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  • You can call it Nimbyism if you wish, but as someone who lives within line of sight of the proposed Array, and is charged nigh on £1000 a year by South West Water to help keep the sea and beaches free from unsightly pollution, this is definitely the right decision and points to the need for some joined-up thinking. We already have the beginnings of a major wind farm less than 2 miles inland from the North Devon coast (which is most definitely in my back yard). Expand this if necessary but let's keep some of nature natural, please.

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  • Agree entirely re tidal energy. I've bored the pants off everyone I know for the last decade that we should invest in tidal and not wind.

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  • Solar energy and wind enrgy produces power at low voltage. The cost of raising voltage and transmission is a capital and maintenence intensive proposal.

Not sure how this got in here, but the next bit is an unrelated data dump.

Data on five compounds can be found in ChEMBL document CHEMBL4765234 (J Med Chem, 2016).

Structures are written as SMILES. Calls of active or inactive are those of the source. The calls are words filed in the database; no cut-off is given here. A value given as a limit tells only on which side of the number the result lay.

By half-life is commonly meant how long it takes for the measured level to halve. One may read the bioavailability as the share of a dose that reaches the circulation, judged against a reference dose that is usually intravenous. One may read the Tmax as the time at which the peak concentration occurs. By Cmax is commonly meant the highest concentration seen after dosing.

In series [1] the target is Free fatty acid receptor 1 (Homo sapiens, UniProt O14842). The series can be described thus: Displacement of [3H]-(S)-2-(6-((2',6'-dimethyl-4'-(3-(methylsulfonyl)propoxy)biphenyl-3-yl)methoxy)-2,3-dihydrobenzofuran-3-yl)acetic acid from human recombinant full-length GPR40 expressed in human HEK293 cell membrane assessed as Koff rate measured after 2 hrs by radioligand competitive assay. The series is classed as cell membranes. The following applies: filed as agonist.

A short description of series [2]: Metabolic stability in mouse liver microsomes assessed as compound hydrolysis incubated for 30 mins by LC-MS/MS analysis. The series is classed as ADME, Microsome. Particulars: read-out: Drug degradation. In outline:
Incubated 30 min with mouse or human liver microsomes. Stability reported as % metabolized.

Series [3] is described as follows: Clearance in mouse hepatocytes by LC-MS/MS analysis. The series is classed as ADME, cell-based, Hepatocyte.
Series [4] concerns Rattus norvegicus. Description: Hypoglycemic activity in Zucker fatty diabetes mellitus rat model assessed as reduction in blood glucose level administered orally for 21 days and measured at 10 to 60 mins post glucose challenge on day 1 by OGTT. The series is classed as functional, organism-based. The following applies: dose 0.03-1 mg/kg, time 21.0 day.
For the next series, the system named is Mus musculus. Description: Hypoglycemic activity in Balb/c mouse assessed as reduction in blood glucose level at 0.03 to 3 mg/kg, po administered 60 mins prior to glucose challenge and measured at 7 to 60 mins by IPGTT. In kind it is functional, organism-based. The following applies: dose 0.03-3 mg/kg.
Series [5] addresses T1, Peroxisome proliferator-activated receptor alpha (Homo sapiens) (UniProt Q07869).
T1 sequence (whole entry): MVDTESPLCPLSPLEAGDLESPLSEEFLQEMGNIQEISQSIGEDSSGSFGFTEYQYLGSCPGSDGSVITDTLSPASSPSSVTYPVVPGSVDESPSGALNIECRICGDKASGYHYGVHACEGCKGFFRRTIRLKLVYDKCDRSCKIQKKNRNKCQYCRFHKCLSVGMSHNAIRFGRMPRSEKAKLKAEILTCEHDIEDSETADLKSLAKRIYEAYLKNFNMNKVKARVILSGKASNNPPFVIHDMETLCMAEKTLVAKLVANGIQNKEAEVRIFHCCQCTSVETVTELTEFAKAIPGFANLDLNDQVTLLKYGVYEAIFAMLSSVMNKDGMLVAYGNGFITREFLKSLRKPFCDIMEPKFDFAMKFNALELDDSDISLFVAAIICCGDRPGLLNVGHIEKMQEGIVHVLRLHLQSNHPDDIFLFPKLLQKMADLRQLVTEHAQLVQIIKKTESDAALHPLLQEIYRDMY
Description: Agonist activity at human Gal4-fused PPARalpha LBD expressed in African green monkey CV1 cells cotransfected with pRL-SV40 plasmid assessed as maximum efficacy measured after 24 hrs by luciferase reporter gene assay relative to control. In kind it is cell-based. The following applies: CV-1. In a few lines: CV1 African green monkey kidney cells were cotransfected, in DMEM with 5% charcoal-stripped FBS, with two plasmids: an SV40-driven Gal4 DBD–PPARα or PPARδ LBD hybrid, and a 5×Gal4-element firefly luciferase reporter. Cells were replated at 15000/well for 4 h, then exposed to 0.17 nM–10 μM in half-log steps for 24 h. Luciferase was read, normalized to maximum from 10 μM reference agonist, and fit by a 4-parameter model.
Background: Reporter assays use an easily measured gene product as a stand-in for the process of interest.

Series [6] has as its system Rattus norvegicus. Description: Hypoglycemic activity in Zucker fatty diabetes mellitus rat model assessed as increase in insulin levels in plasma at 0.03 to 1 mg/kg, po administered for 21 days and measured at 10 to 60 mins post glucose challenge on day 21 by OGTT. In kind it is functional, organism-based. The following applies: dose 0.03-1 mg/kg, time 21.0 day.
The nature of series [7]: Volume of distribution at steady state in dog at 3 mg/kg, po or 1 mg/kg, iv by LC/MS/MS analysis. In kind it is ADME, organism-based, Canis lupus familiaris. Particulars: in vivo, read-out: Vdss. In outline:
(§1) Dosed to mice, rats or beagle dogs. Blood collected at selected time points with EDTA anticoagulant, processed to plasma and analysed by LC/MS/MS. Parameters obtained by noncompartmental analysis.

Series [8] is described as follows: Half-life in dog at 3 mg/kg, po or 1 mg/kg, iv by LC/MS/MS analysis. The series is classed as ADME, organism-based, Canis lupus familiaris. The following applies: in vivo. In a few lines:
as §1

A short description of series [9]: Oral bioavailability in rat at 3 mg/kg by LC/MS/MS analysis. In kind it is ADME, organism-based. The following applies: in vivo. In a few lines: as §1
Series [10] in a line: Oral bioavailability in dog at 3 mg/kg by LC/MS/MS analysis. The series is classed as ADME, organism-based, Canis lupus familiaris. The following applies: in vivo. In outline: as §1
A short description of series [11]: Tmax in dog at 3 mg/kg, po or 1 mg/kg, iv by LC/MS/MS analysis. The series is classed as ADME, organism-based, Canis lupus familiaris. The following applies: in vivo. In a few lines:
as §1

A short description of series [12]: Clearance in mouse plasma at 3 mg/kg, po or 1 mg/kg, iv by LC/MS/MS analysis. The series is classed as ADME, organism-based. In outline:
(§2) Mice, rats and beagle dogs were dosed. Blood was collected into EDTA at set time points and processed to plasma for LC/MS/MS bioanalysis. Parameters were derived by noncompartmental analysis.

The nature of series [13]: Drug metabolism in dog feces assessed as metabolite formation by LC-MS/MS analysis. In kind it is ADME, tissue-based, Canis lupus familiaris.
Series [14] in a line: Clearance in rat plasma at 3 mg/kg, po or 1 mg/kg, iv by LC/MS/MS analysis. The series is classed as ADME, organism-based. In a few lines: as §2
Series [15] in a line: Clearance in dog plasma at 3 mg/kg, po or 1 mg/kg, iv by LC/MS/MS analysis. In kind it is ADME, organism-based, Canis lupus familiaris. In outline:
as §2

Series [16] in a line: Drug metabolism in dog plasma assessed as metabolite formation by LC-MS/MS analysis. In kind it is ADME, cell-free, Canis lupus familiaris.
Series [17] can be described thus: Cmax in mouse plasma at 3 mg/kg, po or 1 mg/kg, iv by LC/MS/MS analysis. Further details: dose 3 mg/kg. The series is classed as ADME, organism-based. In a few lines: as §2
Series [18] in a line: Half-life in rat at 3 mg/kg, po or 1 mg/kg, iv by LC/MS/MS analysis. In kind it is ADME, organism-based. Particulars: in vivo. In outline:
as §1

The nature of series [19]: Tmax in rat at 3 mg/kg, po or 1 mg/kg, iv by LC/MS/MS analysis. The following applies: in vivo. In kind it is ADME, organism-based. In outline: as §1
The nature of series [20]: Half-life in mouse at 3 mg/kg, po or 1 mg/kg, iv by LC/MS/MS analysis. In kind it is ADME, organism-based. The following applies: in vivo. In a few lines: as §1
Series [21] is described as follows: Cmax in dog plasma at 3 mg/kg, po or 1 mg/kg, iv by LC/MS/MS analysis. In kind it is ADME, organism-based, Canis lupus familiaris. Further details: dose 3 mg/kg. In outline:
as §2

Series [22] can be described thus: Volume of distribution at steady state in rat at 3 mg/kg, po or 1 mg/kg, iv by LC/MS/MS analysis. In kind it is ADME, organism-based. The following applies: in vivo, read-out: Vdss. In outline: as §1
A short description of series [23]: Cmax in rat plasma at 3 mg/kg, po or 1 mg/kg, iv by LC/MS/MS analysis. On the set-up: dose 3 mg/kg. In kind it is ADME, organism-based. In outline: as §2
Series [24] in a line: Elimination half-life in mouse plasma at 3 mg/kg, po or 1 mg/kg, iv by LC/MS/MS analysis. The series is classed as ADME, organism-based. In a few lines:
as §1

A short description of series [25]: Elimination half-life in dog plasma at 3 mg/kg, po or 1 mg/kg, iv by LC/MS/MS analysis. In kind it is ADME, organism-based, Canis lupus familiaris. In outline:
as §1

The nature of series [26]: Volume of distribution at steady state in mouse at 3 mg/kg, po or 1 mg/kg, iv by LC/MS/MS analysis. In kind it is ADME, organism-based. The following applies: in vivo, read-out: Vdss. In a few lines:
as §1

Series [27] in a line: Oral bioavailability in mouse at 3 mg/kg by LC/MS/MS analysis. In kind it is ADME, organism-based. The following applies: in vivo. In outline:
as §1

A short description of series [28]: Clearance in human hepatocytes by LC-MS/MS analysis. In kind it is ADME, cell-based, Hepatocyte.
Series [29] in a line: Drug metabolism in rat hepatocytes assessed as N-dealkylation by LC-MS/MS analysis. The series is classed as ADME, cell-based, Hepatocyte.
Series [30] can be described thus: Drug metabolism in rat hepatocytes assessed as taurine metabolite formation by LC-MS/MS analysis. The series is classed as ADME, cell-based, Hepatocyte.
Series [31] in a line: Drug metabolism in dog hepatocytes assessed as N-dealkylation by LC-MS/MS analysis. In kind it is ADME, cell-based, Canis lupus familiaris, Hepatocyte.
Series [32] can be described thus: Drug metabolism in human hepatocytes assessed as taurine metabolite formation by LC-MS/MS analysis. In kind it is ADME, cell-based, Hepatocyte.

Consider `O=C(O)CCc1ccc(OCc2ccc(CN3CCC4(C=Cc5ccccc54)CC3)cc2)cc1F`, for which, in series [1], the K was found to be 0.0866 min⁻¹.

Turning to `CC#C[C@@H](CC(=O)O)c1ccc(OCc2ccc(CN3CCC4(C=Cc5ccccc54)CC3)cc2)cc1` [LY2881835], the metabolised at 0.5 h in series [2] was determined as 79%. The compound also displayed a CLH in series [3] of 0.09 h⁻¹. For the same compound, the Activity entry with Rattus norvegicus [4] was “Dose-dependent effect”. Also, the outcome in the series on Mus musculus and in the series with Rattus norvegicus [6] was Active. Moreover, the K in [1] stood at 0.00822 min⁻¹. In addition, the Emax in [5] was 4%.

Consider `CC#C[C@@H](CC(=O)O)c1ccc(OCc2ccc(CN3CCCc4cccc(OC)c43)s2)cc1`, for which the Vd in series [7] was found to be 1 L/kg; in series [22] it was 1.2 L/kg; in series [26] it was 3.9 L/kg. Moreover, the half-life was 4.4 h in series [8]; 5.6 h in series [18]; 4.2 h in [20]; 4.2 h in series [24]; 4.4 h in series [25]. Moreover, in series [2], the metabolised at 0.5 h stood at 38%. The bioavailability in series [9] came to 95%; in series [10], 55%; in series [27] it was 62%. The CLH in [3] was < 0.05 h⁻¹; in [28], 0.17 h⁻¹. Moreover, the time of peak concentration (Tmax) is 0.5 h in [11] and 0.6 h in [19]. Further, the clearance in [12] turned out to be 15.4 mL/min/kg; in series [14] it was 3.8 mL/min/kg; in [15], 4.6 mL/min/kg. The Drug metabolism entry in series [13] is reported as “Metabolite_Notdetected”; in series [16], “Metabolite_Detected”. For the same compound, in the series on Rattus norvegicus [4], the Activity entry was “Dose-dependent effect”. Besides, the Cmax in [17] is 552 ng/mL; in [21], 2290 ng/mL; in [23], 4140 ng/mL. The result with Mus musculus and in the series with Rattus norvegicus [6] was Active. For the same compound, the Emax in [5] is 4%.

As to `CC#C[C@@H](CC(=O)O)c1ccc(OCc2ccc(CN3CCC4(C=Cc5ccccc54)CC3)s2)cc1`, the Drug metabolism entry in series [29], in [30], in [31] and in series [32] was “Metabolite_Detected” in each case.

The right solution is to have these facilities very close to demand of power to eliminate these problems. In India , In my town Vadodara, India a 200 bed hospital is working on solar power facility in their compound. The idea of traditional generation and transmission like conventional power of coal, nuclear , hydro is not cost effective.

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  • We really should be thinking in terms of coastal tidal lagoons. Much of the Bristol Channel coast could be improved by holding water near to the coast in Logoon lakes that could generate power and improve the appeal of the coastal environment while leaving the area outside of the lagoon free for wetland birds to feed.

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  • Take a look at our Q&A on a Severn barrage for more info on tidal lagoons:

  • Offshore wind power needs huge subsidies that are extracted from all electricity consumers. So, to a large extent, the poor people subsidise those rich enough to invest in this particular method of extorting money from other people.